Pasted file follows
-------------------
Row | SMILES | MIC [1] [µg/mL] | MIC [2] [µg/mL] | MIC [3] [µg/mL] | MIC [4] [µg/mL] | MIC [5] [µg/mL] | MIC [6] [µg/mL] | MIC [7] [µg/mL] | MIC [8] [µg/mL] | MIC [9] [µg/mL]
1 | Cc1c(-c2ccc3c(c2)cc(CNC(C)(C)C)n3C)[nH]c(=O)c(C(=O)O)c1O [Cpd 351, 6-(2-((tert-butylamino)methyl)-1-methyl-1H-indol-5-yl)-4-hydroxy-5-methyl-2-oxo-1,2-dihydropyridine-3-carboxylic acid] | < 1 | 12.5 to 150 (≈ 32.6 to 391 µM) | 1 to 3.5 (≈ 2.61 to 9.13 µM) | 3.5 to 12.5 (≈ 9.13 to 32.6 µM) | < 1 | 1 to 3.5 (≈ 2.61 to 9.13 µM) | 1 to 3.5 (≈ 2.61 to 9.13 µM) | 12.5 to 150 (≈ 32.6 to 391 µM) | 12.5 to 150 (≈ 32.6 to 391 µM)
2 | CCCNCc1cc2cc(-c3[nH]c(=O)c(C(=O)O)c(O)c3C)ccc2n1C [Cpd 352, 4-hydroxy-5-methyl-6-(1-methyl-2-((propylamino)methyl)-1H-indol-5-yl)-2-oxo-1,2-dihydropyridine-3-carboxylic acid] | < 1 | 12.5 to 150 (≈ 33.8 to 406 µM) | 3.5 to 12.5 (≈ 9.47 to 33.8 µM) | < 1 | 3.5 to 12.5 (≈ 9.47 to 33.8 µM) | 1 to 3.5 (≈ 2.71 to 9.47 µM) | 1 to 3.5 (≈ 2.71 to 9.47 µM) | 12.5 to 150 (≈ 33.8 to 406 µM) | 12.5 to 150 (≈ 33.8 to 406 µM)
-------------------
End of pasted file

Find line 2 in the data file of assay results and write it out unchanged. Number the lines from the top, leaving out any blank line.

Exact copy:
1 | Cc1c(-c2ccc3c(c2)cc(CNC(C)(C)C)n3C)[nH]c(=O)c(C(=O)O)c1O [Cpd 351, 6-(2-((tert-butylamino)methyl)-1-methyl-1H-indol-5-yl)-4-hydroxy-5-methyl-2-oxo-1,2-dihydropyridine-3-carboxylic acid] | < 1 | 12.5 to 150 (≈ 32.6 to 391 µM) | 1 to 3.5 (≈ 2.61 to 9.13 µM) | 3.5 to 12.5 (≈ 9.13 to 32.6 µM) | < 1 | 1 to 3.5 (≈ 2.61 to 9.13 µM) | 1 to 3.5 (≈ 2.61 to 9.13 µM) | 12.5 to 150 (≈ 32.6 to 391 µM) | 12.5 to 150 (≈ 32.6 to 391 µM)